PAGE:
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Originally published Thursday, May 12, 2005 at 12:00 AM

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Guest columnist

Choice passenger-ferry routes shouldn't be privatized

The legislative session that ended last month produced some huge victories for our state's transportation system. As chairman of the House...

Special to The Times

The legislative session that ended last month produced some huge victories for our state's transportation system. As chairman of the House Transportation Committee, I am very pleased with the steps we took to save lives, move people and deliver goods, especially securing the funding needed to begin replacing the Alaskan Way Viaduct and the Highway 520 bridge, as well as many other dangerous roads and structures around the state.

However, I am disappointed that we were unable to reach agreement on the future of our passenger-only ferries, settling again for a study of the most efficient way to maintain service. During the course of the debate, some critics wondered aloud if the Legislature shouldn't just quit the passenger-only ferry business altogether.

I proudly stand as one of those who are not willing to quit. No, I am not willing to quit standing up for the thousands of commuters who depend on ferry service every day. I am not willing to quit defending the taxpayers who will be forced to pay more for the ferry routes that remain once private companies pick off the most profitable ones. I am not willing to quit fighting for the cleaner air, safer highways and quicker commutes that come from supporting public transportation.

The Times believes the state should allow a private company to come in and run the passenger-only ferry service between Southworth and Seattle ("Disappointing delay to local ferry plans" editorial, April 28). I disagree. Consider this:

• The Southworth route is a profitable one, subsidizing the Vashon-Seattle route.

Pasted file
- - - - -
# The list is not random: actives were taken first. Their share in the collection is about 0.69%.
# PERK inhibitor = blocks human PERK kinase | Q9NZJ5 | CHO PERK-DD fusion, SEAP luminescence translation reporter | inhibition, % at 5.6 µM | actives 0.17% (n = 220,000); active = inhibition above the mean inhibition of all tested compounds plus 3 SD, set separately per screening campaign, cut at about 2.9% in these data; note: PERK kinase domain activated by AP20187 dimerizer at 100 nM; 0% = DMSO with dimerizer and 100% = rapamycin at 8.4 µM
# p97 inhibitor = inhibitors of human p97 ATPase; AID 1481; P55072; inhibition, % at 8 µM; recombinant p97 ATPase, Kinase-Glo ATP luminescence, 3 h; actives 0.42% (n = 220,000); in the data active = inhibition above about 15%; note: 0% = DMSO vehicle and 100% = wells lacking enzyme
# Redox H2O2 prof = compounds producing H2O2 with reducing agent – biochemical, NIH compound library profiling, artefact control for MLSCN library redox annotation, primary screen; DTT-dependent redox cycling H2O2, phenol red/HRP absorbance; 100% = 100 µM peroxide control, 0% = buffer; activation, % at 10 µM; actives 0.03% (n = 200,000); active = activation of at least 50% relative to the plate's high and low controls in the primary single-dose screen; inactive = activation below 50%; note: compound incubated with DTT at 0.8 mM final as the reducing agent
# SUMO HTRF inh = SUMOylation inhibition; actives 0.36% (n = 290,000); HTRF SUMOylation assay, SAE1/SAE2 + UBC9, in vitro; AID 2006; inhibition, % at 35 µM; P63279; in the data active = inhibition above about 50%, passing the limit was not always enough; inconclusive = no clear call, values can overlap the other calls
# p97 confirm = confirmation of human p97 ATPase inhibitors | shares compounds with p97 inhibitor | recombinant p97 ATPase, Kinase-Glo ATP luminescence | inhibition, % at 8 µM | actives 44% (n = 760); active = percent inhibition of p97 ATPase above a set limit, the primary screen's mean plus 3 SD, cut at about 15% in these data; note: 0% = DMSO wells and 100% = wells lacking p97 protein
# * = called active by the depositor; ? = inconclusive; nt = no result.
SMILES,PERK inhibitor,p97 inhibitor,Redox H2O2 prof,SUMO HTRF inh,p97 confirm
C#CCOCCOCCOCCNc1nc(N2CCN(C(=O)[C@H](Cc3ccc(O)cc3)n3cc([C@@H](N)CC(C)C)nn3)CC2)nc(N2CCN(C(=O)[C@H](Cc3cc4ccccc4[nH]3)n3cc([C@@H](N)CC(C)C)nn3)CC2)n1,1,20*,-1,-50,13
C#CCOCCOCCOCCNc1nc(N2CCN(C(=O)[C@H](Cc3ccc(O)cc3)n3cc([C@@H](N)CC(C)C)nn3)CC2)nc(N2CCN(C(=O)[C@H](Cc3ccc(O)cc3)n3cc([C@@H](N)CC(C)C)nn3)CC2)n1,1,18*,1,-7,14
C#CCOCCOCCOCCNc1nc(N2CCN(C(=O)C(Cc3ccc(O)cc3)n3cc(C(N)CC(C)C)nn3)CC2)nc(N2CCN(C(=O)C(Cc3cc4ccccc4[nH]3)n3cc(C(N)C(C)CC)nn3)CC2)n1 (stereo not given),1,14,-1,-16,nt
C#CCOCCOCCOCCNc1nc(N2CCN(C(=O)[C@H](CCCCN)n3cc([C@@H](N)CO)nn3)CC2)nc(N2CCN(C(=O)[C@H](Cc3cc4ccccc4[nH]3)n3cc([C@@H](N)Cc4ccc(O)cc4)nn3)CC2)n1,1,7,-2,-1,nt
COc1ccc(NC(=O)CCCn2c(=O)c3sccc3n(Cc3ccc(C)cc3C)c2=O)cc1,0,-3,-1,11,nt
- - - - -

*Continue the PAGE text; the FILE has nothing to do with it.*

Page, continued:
• Allowing a private company to "cherry-pick" this route will cause the state — the taxpayers — to have to subsidize the unprofitable routes at an even higher rate.

• The federal government is a significant source of ferry funds, and every dollar that goes to a private company is one less dollar coming into the state system — and one more dollar the taxpayers of Washington have to make up.

But money is only one reason I think privatizing the choice pieces of the state ferry system is a bad idea. Clogging up our already overburdened highway system is another.

A private route between Southworth and Seattle will make the Vashon run so unprofitable that the state may well shut down the passenger-only service.

"Fine!" you say?

Well, the people depending on that service will still have to get into Seattle each day. They will be forced onto the car ferry to Fauntleroy, which is already over capacity. They — and their cars — will be forced onto Seattle's city streets right at rush hour.

A commute that is already miserable may well become impossible if even more cars are added to the mess twice a day. This doesn't even take into consideration the additional wasted energy (gasoline) and increased air pollution that such a nightmare will incur.

I support our state passenger-only ferries creating a triangle route between Seattle, Vashon and Southworth. That proposal will accommodate growing demand for service in those communities and save taxpayers money. It will let commuters connect easily with bus and train service. It will help ease car traffic in West Seattle. And it will save taxpayers money.

It is the duty of the Legislature to provide transportation to all parts of the state. Transportation is not always something that is expected to pay for itself. Consider the subsidizing of projects that goes on every year — Whitman County, for example, got $2.14 in road projects for every dollar in gas tax its residents paid over the past two decades. We don't charge the residents of counties and communities who live along Highway 21 or Highway 12 extra to keep their roads free of snow every winter so they can continue to get to work and to school.

We know that the use of public transportation is important to our environment and to our highway system, and we have not demanded that small communities pay the full price for their bus systems. Neither can we expect residents of our island communities to pay the full price of their transportation system — a system that necessarily includes state roads and state ferries.

But taxpayers should be able to trust their elected officials to make that system as efficient as possible. At this point, I firmly believe we will seriously violate that trust by allowing a private company to skim the cream off the top of state ferry revenues. And that is why I am not willing to quit.

Rep. Ed Murray, D-Seattle, is from the 43rd District and chairs the House Transportation Committee.

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